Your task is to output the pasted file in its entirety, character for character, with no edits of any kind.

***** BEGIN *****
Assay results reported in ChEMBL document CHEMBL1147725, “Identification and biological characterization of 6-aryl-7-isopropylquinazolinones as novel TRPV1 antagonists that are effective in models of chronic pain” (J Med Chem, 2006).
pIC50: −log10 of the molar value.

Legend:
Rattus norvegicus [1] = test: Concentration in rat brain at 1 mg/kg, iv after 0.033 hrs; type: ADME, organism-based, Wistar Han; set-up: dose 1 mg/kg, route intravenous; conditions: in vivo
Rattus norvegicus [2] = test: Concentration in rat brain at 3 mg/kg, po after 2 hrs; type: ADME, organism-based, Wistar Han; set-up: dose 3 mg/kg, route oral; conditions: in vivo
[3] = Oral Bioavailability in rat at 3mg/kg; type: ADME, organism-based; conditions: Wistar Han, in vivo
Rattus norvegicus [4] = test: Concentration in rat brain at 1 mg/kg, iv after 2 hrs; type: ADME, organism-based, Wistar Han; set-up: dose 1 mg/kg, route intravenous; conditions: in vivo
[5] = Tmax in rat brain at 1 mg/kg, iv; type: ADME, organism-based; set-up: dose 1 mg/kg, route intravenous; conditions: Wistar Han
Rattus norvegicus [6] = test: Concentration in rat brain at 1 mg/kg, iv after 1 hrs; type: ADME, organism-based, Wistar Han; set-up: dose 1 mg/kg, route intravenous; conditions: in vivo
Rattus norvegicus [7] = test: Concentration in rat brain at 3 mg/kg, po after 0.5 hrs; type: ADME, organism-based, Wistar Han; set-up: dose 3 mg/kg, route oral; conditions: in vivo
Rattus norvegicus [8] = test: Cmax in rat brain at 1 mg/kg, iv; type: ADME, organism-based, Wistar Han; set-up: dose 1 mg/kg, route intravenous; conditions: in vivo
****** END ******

Assay results reported in ChEMBL document CHEMBL1147725, “Identification and biological characterization of 6-aryl-7-isopropylquinazolinones as novel TRPV1 antagonists that are effective in models of chronic pain” (J Med Chem, 2006).
pIC50: −log10 of the molar value.

Legend:
Rattus norvegicus [1] = test: Concentration in rat brain at 1 mg/kg, iv after 0.033 hrs; type: ADME, organism-based, Wistar Han; set-up: dose 1 mg/kg, route intravenous; conditions: in vivo
Rattus norvegicus [2] = test: Concentration in rat brain at 3 mg/kg, po after 2 hrs; type: ADME, organism-based, Wistar Han; set-up: dose 3 mg/kg, route oral; conditions: in vivo
[3] = Oral Bioavailability in rat at 3mg/kg; type: ADME, organism-based; conditions: Wistar Han, in vivo
Rattus norvegicus [4] = test: Concentration in rat brain at 1 mg/kg, iv after 2 hrs; type: ADME, organism-based, Wistar Han; set-up: dose 1 mg/kg, route intravenous; conditions: in vivo
[5] = Tmax in rat brain at 1 mg/kg, iv; type: ADME, organism-based; set-up: dose 1 mg/kg, route intravenous; conditions: Wistar Han
Rattus norvegicus [6] = test: Concentration in rat brain at 1 mg/kg, iv after 1 hrs; type: ADME, organism-based, Wistar Han; set-up: dose 1 mg/kg, route intravenous; conditions: in vivo
Rattus norvegicus [7] = test: Concentration in rat brain at 3 mg/kg, po after 0.5 hrs; type: ADME, organism-based, Wistar Han; set-up: dose 3 mg/kg, route oral; conditions: in vivo
Rattus norvegicus [8] = test: Cmax in rat brain at 1 mg/kg, iv; type: ADME, organism-based, Wistar Han; set-up: dose 1 mg/kg, route intravenous; conditions: in vivo